When polyester component (a) and polyester component (b) are diluted with a cross-linkable vinyl monomer, preparatory to use as a clear casting system or the formulation of an SMC system, the resulting solution generally contains about 60 to about 80 percent by weight of the blend of polyester components (a) and (b) and about 20 to about 40 percent by weight of the vinyl monomer.
SMC systems and particularly those suitable for automotive applications are formulated containing about 13% to about 20% of the unsaturated polyester blend composition of the present invention, preferably about 13% to about 15%, based on the total SMC compound, and about 4% to about 6% of a cross-linking vinyl monomer, about 40% to about 50% of inert fillers and about 25 to about 35% reinforcing fibers and pigments.
Other materials that can also be included in the SMC system include low shrink thermoplastic additives which function to control the shrinkage of the polyester and a thickening agent such as a metallic oxide or hydroxide which functions to provide desirable molding viscosities.
In formulating SMC systems, the blend of ethylenically unsaturated polyester components (a) and (b) is mixed and diluted with a copolymerizable vinyl monomer which is present in an amount to provide about 0.5 to 0.95 moles of monomer unsaturation per mole of unsaturation in the polyester blend. Styrene and vinyl toluene are preferred vinyl monomers, although other terminal unsaturated monomers can be employed.
Generally the vinyl monomer is employed in amounts ranging from about 25 to about 50 parts by weight per 100 parts of the polyester blend composition and preferably in amounts ranging from about 30 to about 40 parts per 100 parts of the polyester blend composition.
A wide variety of reinforcing fibers are suitable for preparing SMC systems in accordance with the present invention including glass fibers, carbon fibers, sisal fibers, aramid fibers, boron fibers and graphite fibers. Generally reinforcing fibers are incorporated in the SMC formulations in amounts ranging from about 100 to about 140 parts per 100 parts by weight of the polyester blend composition and preferably in amounts ranging from about 110 to about 130 parts per 100 parts of the polyester blend composition.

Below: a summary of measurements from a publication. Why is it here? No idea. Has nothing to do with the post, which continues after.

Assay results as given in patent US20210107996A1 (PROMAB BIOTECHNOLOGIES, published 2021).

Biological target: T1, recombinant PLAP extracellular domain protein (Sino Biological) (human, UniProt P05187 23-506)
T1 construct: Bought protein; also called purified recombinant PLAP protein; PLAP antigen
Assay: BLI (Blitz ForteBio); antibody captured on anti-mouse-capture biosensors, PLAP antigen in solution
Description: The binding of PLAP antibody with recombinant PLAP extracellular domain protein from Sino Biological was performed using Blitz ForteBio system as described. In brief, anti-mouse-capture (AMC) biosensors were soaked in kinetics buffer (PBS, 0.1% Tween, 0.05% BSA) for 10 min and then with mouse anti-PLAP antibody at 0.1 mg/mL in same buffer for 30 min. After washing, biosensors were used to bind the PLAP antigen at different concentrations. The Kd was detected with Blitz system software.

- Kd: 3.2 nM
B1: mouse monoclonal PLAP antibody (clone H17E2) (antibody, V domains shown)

In formulating SMC systems using the blend of polyester (a) and (b) resins diluted with a vinyl monomer, a free radical polymerization catalyst is present in an amount of at least about 0.5 parts per 100 parts by weight of the polyester blend composition, and preferably about 1.0 to about 2.0 parts per 100 parts by weight of the polyester blend composition.
The free radical polymerization catalyst is added to the uncured SMC system so that upon heating to the catalyst activation temperature, the cross-linking polymerization reaction will commence between the vinyl monomer and the unsaturated polyester resins.
Free radical generating polymerization catalysts suitable for use in the SMC formulations of the present invention include lauroyl peroxide, benzoyl peroxide, cyclohexane peroxide, dicumyl peroxide, 2,2 bis 4,4-ditertiary butyl peroxy cyclohexyl propane, ditertiary butyl peroxide, cumene hydroperoxide, ditertiary butyl peroxide, cumene hydroperoxide, tertiary butyl cumyl peroxide and tertiary butyl perbenzoate and tertiary butyl peroctoate.
Fillers can be added to the uncured SMC system to reduce overall material costs without sacrificing a significant degree of desirable physical properties in the molded part, or to impart or enhance the appearance.
Many different types of fillers can be used such as inorganic fillers, specifically silicates, calcium carbonate, mica, barytes, clay, diatomaceous earth, silica and Fullers earth; and organic fillers such as wood flour, cork dust, cotton flock, wood felt, shredded cornstalks and ground nut shells.
These fillers can be added in amounts ranging from about 170 parts to 230 parts by weight per 100 parts of the polyester blend composition, and preferably in amounts varying from about 180 to about 200 parts per 100 parts of the polyester blend composition.
Pigments can be dispersed in the uncured SMC system to provide desired color. Pigments suitable for this purpose include carbon black, iron oxide, titanium dioxide, zinc oxide and metalic powders and flakes. Pigments can be incorporated in the SMC systems of the present invention in amounts ranging from about 0.2 to about 10.0 parts by weight per 100 parts of the polyester blend composition, and preferably in amounts ranging from about 0.5 to about 1.0 part per 100 parts by weight of the polyester blend composition.